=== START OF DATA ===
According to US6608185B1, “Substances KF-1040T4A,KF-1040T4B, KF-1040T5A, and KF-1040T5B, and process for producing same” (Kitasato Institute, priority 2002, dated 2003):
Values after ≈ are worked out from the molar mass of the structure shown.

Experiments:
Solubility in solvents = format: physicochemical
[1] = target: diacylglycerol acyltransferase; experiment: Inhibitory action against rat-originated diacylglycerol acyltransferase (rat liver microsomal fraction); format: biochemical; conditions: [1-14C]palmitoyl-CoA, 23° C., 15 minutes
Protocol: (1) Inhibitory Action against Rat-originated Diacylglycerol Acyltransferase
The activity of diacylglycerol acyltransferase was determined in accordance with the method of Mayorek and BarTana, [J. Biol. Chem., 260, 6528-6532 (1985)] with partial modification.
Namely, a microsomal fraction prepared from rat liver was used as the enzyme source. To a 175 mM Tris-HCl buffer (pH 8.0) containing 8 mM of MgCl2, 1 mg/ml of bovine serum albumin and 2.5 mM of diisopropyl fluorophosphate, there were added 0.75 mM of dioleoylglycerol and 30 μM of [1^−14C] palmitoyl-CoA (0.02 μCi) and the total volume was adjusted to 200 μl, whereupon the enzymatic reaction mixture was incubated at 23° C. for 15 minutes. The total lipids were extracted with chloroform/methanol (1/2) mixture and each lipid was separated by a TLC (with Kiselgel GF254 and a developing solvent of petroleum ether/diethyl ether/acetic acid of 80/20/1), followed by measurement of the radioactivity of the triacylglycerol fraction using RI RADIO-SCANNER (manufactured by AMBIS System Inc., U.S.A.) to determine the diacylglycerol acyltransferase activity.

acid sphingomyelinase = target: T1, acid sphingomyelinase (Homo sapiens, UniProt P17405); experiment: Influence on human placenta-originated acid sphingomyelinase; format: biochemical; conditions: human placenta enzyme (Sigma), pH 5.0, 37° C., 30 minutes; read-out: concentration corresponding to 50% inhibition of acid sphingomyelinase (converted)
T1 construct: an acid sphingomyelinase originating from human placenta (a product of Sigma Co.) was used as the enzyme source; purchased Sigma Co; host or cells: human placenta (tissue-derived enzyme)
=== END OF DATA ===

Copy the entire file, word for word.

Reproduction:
According to US6608185B1, “Substances KF-1040T4A,KF-1040T4B, KF-1040T5A, and KF-1040T5B, and process for producing same” (Kitasato Institute, priority 2002, dated 2003):
Values after ≈ are worked out from the molar mass of the structure shown.

Experiments:
Solubility in solvents = format: physicochemical
[1] = target: diacylglycerol acyltransferase; experiment: Inhibitory action against rat-originated diacylglycerol acyltransferase (rat liver microsomal fraction); format: biochemical; conditions: [1-14C]palmitoyl-CoA, 23° C., 15 minutes
Protocol: (1) Inhibitory Action against Rat-originated Diacylglycerol Acyltransferase
The activity of diacylglycerol acyltransferase was determined in accordance with the method of Mayorek and BarTana, [J. Biol. Chem., 260, 6528-6532 (1985)] with partial modification.
Namely, a microsomal fraction prepared from rat liver was used as the enzyme source. To a 175 mM Tris-HCl buffer (pH 8.0) containing 8 mM of MgCl2, 1 mg/ml of bovine serum albumin and 2.5 mM of diisopropyl fluorophosphate, there were added 0.75 mM of dioleoylglycerol and 30 μM of [1^−14C] palmitoyl-CoA (0.02 μCi) and the total volume was adjusted to 200 μl, whereupon the enzymatic reaction mixture was incubated at 23° C. for 15 minutes. The total lipids were extracted with chloroform/methanol (1/2) mixture and each lipid was separated by a TLC (with Kiselgel GF254 and a developing solvent of petroleum ether/diethyl ether/acetic acid of 80/20/1), followed by measurement of the radioactivity of the triacylglycerol fraction using RI RADIO-SCANNER (manufactured by AMBIS System Inc., U.S.A.) to determine the diacylglycerol acyltransferase activity.

acid sphingomyelinase = target: T1, acid sphingomyelinase (Homo sapiens, UniProt P17405); experiment: Influence on human placenta-originated acid sphingomyelinase; format: biochemical; conditions: human placenta enzyme (Sigma), pH 5.0, 37° C., 30 minutes; read-out: concentration corresponding to 50% inhibition of acid sphingomyelinase (converted)
T1 construct: an acid sphingomyelinase originating from human placenta (a product of Sigma Co.) was used as the enzyme source; purchased Sigma Co; host or cells: human placenta (tissue-derived enzyme)